This Week’s Fruit:
Sanguinelli Blood Oranges
Frog Hollow Farm, Brentwood, CA
Sanguinelli flesh is sweet and ranges in color from orange with dark red streaking to a dark red maroon.
Frog Hollow Farm, Brentwood, CA
Thought to be a cross between a regular (Eureka or Lisbon) lemon and a Mandarin orange. They have a smooth deep yellow peel that is highly aromatic and great to use as zest in recipes and a sweeter less acidic flesh than standard lemons.
Twin Girls Farm, Dinuba, CA
The Tangelo is a cross between a mandarin and grapefruit. Its skin is easy to peel and its flesh is a deep orange, tender and juicy with a rich and sweet flavor.
Twin Girls Farm, Dibuba, CA
California Navel Oranges are considered to be the best Navels for eating out of hand. They have a thick skin that is easy to peel, are seedless and have a meaty and sweet flesh that makes them a perfect snack. To read more about Ken Olson, please see previos blog post at http://bit.ly/2grsBOE.
Star Ruby Grapefruit
Raingbow Valley Orchards, Temecula, CA
The Grapefruit is said to be a cross between the Jamaican sweet orange and the Indonesian pomelo, first documented in 1750. Under its thick, red-blushed skin you’ll find an aromatic, ruby red, juicy flesh with a perfect sweet tart flavor.
Cuyama Farm, New Cuyama, CA
Fujis are a cross between Red Delicious and Ralls Janet, an heirloom apple dating back to Thomas Jefferson. They are one of the sweetest variety apples around making them a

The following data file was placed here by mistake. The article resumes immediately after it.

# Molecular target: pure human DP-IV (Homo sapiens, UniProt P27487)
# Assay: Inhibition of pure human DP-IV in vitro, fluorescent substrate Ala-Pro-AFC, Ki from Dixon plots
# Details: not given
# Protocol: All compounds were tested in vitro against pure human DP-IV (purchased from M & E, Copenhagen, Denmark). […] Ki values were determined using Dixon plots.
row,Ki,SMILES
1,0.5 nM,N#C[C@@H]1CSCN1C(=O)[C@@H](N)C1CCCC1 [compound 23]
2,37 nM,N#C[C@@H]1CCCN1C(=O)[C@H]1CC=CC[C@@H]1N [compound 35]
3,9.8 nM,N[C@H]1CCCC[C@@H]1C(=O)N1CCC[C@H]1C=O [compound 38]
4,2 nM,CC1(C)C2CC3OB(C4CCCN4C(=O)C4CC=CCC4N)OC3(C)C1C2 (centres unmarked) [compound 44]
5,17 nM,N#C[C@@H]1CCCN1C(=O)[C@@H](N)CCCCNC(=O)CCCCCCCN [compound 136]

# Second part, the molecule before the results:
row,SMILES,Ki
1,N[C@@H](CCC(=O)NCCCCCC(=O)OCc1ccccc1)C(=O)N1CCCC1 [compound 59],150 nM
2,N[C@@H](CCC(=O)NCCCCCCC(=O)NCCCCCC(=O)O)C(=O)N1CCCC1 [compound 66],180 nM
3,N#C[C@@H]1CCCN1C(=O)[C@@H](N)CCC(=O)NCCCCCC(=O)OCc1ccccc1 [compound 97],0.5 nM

Chiechi Farm, Live Oak, CA
Originally known as the Chinese gooseberry due to its Chinese origins. Hawyward Wright, a New Zealand nurseryman propagated his plants by grafting, and they eventually became the preferred cultivar of growers due to their sweet flavor.
….all varieties are subject to change……
A Note from Farmer Al
The dry weather we’re having right now is just the right thing at just the right time for Frog Hollow Farm. Yes, February is the most pivotal period of the whole year for us. It’s the month really bad, devastating things could happen, or not.
Last year was one of those unlucky Februarys, apricots were in full bloom here when California got hit by one of the heaviest long-lasting storms in anyone’s memory. All of our really apricot varieties, apache Kettleman, and Honey Rich were completely wiped out by the dreaded brown rot disease. As were midseason varieties Robada, and Helena. Only the later flowering Golden sweets where weren’t yet in full bloom were spared the sword of this killer winter storm. Yet, even so, the production of Golden sweets was down 50%. Every day now I look at the ten-day forecast on my iPhone and see solid sunshine and warm days ahead and begin to hope that conditions this year will b very different, nevertheless, we will prepare for the worst. We’ve already laid down a double dose of compost in each of our apricot blocks. And this week Christophe, our compost-meister, will be brewing up compost tea to spray on the blossoms….good microbes to out compete for the “bad bugs” And Gregg Young, agronomist, etymologist, and environmentalist extraordinaire who’s been guiding Frog Hollow Farms organic journey for almost 30 years now, has found a new biological fungicide called “Botector ” which shows promise in controlling brown rot in apricots…cutting-edge science to advance the organic cause!
I love apricots. I eat them every day all day long when they are in season. This year I’m counting on science and luck to bring in that golden bounty.